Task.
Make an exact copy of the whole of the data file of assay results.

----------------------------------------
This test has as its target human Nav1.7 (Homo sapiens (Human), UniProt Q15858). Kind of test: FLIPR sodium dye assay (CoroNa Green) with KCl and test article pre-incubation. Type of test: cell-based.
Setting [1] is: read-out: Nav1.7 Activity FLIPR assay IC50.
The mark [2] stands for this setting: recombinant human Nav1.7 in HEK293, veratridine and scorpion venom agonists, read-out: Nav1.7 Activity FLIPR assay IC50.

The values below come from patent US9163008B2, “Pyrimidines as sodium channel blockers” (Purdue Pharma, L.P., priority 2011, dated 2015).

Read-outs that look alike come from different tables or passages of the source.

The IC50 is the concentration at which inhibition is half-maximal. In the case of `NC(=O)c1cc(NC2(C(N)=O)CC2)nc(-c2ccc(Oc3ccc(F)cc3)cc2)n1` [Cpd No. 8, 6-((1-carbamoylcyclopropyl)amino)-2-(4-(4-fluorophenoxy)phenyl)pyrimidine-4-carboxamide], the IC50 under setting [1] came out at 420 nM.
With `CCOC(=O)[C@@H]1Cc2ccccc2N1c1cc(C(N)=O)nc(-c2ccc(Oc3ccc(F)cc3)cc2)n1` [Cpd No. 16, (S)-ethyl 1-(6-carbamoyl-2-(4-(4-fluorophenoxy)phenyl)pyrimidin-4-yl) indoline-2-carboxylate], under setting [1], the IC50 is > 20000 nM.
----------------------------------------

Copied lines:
This test has as its target human Nav1.7 (Homo sapiens (Human), UniProt Q15858). Kind of test: FLIPR sodium dye assay (CoroNa Green) with KCl and test article pre-incubation. Type of test: cell-based.
Setting [1] is: read-out: Nav1.7 Activity FLIPR assay IC50.
The mark [2] stands for this setting: recombinant human Nav1.7 in HEK293, veratridine and scorpion venom agonists, read-out: Nav1.7 Activity FLIPR assay IC50.

The values below come from patent US9163008B2, “Pyrimidines as sodium channel blockers” (Purdue Pharma, L.P., priority 2011, dated 2015).

Read-outs that look alike come from different tables or passages of the source.

The IC50 is the concentration at which inhibition is half-maximal. In the case of `NC(=O)c1cc(NC2(C(N)=O)CC2)nc(-c2ccc(Oc3ccc(F)cc3)cc2)n1` [Cpd No. 8, 6-((1-carbamoylcyclopropyl)amino)-2-(4-(4-fluorophenoxy)phenyl)pyrimidine-4-carboxamide], the IC50 under setting [1] came out at 420 nM.
With `CCOC(=O)[C@@H]1Cc2ccccc2N1c1cc(C(N)=O)nc(-c2ccc(Oc3ccc(F)cc3)cc2)n1` [Cpd No. 16, (S)-ethyl 1-(6-carbamoyl-2-(4-(4-fluorophenoxy)phenyl)pyrimidin-4-yl) indoline-2-carboxylate], under setting [1], the IC50 is > 20000 nM.